WYmImVt.jpg

DkA6gCT.jpg

wqgUUsp.jpg

YyLhiu8.jpg


Also, I once had a black and white photo of the Vancouver tornado itself saved, but now I can't find it unfortunately. It was a large, ragged-looking stovepipe type tornado.
 

MNTornadoGuy

Member
Messages
203
Location
Apple Valley, MN
This might be controversial, but I think Grazulis and others are a little too dismissive of the 1972 Vancouver tornado. I certainly remember seeing photographs of homes that sustained exterior wall collapse from this tornado. These first two photos show damage to homes in Vancouver that is consistent with recent tornadoes that have been given a low end/140 MPH EF3 rating. Also, the debris pattern near the elementary school was fairly impressive and consistent with an intense tornado, with even a little bit of wind-rowing. The intensity of the damage from the 1972 Vancouver tornado, was in my opinion, not too different from events like Alexandria, LA 12/16/2019 or Onalaska, TX 04/22/2020. Just my two cents.
WYmImVt.jpg

DkA6gCT.jpg

wqgUUsp.jpg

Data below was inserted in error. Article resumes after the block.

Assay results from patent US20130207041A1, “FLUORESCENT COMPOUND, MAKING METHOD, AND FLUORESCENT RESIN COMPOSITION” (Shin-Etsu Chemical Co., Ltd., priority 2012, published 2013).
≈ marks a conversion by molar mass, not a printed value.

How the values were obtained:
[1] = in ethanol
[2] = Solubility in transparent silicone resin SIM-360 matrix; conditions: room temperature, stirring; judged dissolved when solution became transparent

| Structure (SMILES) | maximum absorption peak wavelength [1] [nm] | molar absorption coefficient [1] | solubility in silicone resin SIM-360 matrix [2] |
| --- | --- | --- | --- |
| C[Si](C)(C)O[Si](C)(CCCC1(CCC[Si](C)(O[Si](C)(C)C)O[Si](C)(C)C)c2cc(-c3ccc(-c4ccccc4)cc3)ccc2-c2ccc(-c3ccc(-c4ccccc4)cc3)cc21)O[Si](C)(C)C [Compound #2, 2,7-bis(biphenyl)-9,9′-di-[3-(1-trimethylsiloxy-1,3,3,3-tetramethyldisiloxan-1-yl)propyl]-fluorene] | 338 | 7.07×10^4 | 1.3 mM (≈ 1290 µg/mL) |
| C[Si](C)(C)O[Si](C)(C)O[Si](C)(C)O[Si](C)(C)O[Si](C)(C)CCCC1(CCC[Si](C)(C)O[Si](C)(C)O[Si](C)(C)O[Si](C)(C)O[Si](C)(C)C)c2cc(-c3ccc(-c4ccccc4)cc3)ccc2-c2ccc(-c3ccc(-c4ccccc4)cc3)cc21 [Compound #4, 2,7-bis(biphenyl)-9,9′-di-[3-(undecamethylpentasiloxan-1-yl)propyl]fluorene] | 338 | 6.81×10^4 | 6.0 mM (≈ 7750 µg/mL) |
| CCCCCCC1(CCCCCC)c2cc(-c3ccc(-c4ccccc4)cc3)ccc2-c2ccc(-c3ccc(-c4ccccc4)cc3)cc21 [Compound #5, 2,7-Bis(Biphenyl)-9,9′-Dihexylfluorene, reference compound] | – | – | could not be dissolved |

YyLhiu8.jpg


Also, I once had a black and white photo of the Vancouver tornado itself saved, but now I can't find it unfortunately. It was a large, ragged-looking stovepipe type tornado.
Wow I've never seen these damage photographs before, maybe it did actually achieve low-end F3 intensity or high-end F2 intensity.
 
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Messages
548
Location
Missouri
This might be controversial, but I think Grazulis and others are a little too dismissive of the 1972 Vancouver tornado. I certainly remember seeing photographs of homes that sustained exterior wall collapse from this tornado. These first two photos show damage to homes in Vancouver that is consistent with recent tornadoes that have been given a low end/140 MPH EF3 rating. Also, the debris pattern near the elementary school was fairly impressive and consistent with an intense tornado, with even a little bit of wind-rowing. The intensity of the damage from the 1972 Vancouver tornado, was in my opinion, not too different from events like Alexandria, LA 12/16/2019 or Onalaska, TX 04/22/2020. Just my two cents.
WYmImVt.jpg

DkA6gCT.jpg